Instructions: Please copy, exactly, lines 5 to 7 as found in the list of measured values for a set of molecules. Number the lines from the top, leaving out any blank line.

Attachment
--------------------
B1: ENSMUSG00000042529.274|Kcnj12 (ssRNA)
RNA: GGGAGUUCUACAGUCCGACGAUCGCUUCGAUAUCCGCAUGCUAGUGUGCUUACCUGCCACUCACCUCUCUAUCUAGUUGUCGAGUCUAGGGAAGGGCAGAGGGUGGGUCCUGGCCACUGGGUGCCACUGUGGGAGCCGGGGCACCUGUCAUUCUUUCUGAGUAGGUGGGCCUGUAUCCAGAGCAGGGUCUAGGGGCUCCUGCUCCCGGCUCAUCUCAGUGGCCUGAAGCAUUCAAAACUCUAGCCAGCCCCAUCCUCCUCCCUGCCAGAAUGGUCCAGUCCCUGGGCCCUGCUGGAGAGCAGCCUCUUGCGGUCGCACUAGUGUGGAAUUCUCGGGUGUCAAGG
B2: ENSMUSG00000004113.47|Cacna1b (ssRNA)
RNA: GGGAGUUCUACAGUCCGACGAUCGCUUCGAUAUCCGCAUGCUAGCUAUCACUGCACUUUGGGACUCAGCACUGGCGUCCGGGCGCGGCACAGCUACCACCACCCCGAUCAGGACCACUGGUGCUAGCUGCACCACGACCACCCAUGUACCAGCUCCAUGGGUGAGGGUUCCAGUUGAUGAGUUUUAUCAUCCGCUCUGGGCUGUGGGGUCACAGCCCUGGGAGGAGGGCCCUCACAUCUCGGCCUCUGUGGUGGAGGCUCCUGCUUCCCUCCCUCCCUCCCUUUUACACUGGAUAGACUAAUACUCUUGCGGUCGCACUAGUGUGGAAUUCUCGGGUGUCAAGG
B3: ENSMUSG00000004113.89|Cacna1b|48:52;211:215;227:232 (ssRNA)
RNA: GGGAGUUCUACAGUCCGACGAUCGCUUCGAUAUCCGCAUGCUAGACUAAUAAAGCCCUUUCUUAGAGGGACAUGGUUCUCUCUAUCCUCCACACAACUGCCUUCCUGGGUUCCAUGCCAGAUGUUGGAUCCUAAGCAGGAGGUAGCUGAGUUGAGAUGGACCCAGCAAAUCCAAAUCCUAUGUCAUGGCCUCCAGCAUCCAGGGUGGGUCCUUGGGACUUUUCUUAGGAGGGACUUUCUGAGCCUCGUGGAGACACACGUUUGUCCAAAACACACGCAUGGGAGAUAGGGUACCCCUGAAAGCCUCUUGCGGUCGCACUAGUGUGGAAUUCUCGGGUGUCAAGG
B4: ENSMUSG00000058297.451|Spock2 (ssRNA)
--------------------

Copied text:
B3: ENSMUSG00000004113.89|Cacna1b|48:52;211:215;227:232 (ssRNA)
RNA: GGGAGUUCUACAGUCCGACGAUCGCUUCGAUAUCCGCAUGCUAGACUAAUAAAGCCCUUUCUUAGAGGGACAUGGUUCUCUCUAUCCUCCACACAACUGCCUUCCUGGGUUCCAUGCCAGAUGUUGGAUCCUAAGCAGGAGGUAGCUGAGUUGAGAUGGACCCAGCAAAUCCAAAUCCUAUGUCAUGGCCUCCAGCAUCCAGGGUGGGUCCUUGGGACUUUUCUUAGGAGGGACUUUCUGAGCCUCGUGGAGACACACGUUUGUCCAAAACACACGCAUGGGAGAUAGGGUACCCCUGAAAGCCUCUUGCGGUCGCACUAGUGUGGAAUUCUCGGGUGUCAAGG
B4: ENSMUSG00000058297.451|Spock2 (ssRNA)